We have the instinctive desire to relieve pain, but we work in externals in this as in everything else. We simply alleviate it; and if we do more, and drive it from its first chosen stronghold, it reappears in some other place with reinforced vigor. If it is eventually driven off the physical plane by persistent and successful effort, it reappears on the mental or emotional planes where no man can touch it. That this is so is easily seen by those who connect the various planes of sensation, and who observe life with that additional illumination. Men habitually regard these different forms of feeling as actually separate, whereas in fact they are evidently only different sides of one center, — the point of personality. If that which arises in the center, the fount of life, demands some hindered action, and consequently causes pain, the force thus created being driven from one stronghold must find another; it cannot be driven out. And all the blendings of human life which cause emotion and distress exist for its use and purposes as well as for those of pleasure. Both have their home in man; both demand their expression of right. The marvelously delicate mechanism of the human frame is constructed to answer to their lightest touch; the extraordinary intricacies of human relations evolve themselves, as it were, for the satisfaction of these two great opposites of the soul.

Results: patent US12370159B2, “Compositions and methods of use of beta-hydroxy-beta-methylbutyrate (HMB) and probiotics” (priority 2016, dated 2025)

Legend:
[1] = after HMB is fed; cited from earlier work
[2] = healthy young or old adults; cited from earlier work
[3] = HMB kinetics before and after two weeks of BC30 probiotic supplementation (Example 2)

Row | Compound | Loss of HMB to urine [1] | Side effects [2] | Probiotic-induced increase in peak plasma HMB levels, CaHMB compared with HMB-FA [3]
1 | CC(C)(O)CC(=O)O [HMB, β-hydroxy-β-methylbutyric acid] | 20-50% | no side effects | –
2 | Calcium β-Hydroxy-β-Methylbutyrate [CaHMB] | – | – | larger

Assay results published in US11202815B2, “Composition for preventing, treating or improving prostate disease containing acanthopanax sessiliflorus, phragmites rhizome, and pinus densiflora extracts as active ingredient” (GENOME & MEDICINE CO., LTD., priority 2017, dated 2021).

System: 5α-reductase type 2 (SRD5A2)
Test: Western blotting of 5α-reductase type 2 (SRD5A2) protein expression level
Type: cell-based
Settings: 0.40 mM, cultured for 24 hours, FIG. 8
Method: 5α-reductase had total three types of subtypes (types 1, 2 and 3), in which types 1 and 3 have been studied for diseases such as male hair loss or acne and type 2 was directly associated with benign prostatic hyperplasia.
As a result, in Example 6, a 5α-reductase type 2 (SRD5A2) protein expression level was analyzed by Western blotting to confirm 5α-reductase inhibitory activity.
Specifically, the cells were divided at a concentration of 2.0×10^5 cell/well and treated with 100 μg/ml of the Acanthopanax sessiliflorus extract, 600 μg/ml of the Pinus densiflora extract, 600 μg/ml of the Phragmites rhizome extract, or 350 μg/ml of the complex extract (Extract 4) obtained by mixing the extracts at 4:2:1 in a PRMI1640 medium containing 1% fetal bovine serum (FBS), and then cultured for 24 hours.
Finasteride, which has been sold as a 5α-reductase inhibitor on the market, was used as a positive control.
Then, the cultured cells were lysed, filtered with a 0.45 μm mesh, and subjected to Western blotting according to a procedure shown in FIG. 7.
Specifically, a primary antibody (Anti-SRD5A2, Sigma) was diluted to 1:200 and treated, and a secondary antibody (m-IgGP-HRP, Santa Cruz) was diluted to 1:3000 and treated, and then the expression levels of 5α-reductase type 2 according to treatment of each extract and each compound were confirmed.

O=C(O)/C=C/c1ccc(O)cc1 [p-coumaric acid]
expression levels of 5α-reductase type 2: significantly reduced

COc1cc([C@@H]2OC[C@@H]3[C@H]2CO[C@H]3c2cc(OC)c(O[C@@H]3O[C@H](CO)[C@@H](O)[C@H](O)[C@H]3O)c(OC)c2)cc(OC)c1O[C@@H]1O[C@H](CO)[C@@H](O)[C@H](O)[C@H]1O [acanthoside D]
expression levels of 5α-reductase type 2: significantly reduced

Pain and pleasure stand apart and separate, as do the two sexes; and it is in the merging, the making the two into one, that joy and deep sensation and profound peace are obtained. Where there is neither male nor female, neither pain nor pleasure, there is the god in man dominant, and then is life real. 

To state the matter in this way may savor too much of the dogmatist who utters his assertions uncontradicted from a safe pulpit; but it is dogmatism only as a scientist's record of effort in a new direction is dogmatism. Unless the existence of the Gates of Gold can be proved to be real, and not the mere phantasmagoria of fanciful visionaries, then they are not worth talking about at all. In the nineteenth century hard facts or legitimate arguments alone appeal to men's minds; and so much the better. For unless the life we advance towards is increasingly real and actual, it is worthless, and time is wasted in going after it. Reality is man's greatest need, and he demands to have it at all hazards, at any price. Be it so. No one doubts he is right. Let us then go in search of reality. 

One definite lesson learned by all acute sufferers will be of the greatest service to us in this consideration. In intense pain a point is reached where it is indistinguishable from its opposite, pleasure. This is indeed so, but few have the heroism or the strength to suffer to such a far point. It is as difficult to reach it by the other road. Only a chosen few have the gigantic capacity for pleasure which will enable them to travel to its other side. Most have but enough strength to enjoy and to become the slave of the enjoyment. Yet man has undoubtedly within himself the heroism needed for the great journey; else how is it that martyrs have smiled amid the torture? How is it that the profound sinner who lives for pleasure can at last feel stir within himself the divine afflatus?